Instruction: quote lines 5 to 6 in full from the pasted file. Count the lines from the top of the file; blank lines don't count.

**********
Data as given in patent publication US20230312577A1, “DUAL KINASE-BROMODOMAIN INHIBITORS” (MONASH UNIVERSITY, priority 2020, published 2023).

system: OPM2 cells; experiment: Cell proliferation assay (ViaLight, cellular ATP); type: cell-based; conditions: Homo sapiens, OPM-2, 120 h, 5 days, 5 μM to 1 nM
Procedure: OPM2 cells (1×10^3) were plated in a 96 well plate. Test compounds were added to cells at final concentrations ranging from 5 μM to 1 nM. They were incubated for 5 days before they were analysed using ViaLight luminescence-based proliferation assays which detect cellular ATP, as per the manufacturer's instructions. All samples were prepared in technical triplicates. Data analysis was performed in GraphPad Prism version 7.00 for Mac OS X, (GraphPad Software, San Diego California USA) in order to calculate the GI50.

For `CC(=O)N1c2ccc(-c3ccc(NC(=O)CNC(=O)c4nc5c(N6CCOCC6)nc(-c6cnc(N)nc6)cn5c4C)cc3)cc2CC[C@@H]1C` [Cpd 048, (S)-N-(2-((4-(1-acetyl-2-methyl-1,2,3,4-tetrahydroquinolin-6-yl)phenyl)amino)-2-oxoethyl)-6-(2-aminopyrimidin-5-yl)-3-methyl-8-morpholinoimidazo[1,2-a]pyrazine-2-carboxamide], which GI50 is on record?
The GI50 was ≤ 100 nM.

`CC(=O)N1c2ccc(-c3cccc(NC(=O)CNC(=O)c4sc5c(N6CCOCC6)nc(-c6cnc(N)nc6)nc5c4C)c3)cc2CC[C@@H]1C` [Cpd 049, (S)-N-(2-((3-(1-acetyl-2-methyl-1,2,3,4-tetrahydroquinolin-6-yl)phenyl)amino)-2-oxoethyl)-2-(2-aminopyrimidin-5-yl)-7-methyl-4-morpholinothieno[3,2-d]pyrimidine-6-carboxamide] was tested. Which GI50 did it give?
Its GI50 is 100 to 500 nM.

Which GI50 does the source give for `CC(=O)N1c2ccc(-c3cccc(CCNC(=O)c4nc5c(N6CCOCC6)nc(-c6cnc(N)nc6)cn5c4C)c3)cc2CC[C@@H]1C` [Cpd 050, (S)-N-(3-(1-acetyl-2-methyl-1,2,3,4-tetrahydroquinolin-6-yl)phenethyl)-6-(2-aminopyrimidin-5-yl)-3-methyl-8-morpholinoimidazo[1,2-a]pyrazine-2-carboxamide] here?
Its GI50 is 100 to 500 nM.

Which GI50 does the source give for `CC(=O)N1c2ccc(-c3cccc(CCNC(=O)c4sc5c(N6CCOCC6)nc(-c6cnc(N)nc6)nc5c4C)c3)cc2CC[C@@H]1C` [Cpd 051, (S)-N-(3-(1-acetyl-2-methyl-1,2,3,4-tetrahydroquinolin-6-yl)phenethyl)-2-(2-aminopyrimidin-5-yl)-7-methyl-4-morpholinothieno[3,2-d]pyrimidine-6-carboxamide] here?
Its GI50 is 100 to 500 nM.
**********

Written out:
The GI50 was ≤ 100 nM.

`CC(=O)N1c2ccc(-c3cccc(NC(=O)CNC(=O)c4sc5c(N6CCOCC6)nc(-c6cnc(N)nc6)nc5c4C)c3)cc2CC[C@@H]1C` [Cpd 049, (S)-N-(2-((3-(1-acetyl-2-methyl-1,2,3,4-tetrahydroquinolin-6-yl)phenyl)amino)-2-oxoethyl)-2-(2-aminopyrimidin-5-yl)-7-methyl-4-morpholinothieno[3,2-d]pyrimidine-6-carboxamide] was tested. Which GI50 did it give?